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A new study conducted by experts at Johns Hopkins University School of Medicine in 2023 discovered that women born with sickle cell disease are at a higher risk of fatality during delivery than those who don’t have this condition.
The research in JAMA noted that in over 3900 deliveries of women with sickle cell disease, the mother’s mortality risk in the non-African American community was 26% higher than those without the condition. Moreover, the scientists found that the same risk was 10% higher in pregnant African American women.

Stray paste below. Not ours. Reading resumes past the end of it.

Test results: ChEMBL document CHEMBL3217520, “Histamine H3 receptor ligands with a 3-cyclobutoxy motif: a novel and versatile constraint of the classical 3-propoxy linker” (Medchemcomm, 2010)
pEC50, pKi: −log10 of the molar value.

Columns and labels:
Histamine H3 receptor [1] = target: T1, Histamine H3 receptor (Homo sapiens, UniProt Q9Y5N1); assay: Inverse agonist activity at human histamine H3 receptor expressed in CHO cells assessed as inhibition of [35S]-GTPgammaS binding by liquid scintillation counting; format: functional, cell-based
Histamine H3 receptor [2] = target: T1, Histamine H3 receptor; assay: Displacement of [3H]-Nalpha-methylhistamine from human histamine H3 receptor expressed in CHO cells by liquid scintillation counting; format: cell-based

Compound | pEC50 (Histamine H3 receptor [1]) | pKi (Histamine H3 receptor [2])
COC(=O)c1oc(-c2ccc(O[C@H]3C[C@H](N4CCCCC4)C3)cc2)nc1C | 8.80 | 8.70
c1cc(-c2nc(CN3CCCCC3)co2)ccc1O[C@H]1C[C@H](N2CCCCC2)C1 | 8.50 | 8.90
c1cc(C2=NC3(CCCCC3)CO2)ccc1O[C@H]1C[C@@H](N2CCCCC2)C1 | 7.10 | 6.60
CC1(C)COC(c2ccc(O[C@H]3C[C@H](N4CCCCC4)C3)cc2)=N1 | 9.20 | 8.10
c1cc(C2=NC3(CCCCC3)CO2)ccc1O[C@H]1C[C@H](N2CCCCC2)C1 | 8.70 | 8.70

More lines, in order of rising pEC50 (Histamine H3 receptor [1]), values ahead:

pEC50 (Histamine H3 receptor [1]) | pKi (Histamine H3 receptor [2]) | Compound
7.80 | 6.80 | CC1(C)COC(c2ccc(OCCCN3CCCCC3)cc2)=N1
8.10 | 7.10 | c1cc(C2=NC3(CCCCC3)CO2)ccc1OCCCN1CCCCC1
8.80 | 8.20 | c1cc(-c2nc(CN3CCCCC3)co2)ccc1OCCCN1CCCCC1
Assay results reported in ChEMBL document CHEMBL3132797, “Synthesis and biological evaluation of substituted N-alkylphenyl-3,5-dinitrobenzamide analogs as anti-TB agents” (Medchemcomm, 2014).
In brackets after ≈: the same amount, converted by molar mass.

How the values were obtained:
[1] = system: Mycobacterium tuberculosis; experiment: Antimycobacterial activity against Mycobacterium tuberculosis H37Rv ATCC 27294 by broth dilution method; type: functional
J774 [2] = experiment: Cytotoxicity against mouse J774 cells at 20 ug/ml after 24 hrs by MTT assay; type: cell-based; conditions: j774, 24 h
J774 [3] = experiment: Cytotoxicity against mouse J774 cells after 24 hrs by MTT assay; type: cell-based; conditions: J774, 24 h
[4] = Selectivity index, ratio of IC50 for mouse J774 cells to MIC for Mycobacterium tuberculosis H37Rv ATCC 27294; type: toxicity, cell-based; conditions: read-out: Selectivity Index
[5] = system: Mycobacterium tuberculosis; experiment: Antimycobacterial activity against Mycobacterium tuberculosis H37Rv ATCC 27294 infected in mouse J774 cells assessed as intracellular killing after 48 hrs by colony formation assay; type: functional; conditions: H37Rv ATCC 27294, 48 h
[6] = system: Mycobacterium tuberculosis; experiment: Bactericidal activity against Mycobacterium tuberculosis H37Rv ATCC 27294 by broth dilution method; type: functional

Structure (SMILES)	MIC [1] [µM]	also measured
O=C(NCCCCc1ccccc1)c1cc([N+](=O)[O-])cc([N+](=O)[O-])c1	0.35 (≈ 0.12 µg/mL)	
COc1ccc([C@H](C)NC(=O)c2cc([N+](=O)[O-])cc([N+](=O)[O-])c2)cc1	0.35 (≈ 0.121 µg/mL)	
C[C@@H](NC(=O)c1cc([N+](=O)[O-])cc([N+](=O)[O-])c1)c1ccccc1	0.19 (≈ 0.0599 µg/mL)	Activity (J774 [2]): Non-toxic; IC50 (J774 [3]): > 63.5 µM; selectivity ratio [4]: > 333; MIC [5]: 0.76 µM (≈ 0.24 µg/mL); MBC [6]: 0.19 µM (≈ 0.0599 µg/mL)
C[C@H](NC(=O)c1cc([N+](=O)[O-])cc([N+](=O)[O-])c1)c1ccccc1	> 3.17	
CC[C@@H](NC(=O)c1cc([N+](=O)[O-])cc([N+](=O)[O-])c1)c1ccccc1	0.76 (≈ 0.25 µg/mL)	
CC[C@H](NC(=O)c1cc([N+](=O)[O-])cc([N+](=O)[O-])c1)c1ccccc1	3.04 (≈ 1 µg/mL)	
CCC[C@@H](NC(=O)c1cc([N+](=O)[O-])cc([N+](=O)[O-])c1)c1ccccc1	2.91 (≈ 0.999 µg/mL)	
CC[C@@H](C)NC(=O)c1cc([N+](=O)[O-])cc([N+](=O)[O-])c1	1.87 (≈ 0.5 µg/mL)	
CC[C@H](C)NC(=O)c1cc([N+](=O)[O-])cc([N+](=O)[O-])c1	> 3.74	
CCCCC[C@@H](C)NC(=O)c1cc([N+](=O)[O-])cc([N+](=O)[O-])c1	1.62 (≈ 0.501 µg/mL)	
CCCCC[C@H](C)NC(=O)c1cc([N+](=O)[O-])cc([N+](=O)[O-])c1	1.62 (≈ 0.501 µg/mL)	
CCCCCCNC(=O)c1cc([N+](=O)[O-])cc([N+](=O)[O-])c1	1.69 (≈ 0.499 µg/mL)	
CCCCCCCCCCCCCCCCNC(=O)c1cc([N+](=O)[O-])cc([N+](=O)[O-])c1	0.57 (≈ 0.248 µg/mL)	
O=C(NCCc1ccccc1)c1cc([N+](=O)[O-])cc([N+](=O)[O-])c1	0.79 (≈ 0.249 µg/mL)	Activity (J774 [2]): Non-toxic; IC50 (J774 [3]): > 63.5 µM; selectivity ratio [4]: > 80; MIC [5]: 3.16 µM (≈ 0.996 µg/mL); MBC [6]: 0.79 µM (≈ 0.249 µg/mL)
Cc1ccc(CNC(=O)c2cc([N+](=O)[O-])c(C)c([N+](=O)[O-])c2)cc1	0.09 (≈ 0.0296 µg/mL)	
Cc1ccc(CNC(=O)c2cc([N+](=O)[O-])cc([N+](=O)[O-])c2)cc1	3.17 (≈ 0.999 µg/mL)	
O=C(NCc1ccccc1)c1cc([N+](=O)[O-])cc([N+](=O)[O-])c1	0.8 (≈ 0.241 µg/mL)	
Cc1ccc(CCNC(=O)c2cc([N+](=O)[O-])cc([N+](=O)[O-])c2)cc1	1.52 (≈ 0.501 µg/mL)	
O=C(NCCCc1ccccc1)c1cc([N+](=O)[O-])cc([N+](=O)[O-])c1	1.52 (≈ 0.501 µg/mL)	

Sickle cell anemia is a common health concern in women. This hereditary disease causes an abnormal hemoglobin gene in the genetic makeup of women, causing the blood cells to turn into a sickle shape. It eventually leads to problems in blood flow, per Mayo Clinic. Sickle cell anemia symptoms in girls appear at a young age. For example, painful cramps during periods and delayed puberty.
Women with sickle cell anemia may have problems getting pregnant as well. In case they do become successful in conceiving, the disease may lead to complications, including preterm labor or giving birth to a baby with low weight. There may also be prolonged episodes of pain.
However, with proper care and regular prenatal examinations, you can still undergo a healthy pregnancy and successfully give normal birth.
Read More: 19 High Risk Pregnancy Infections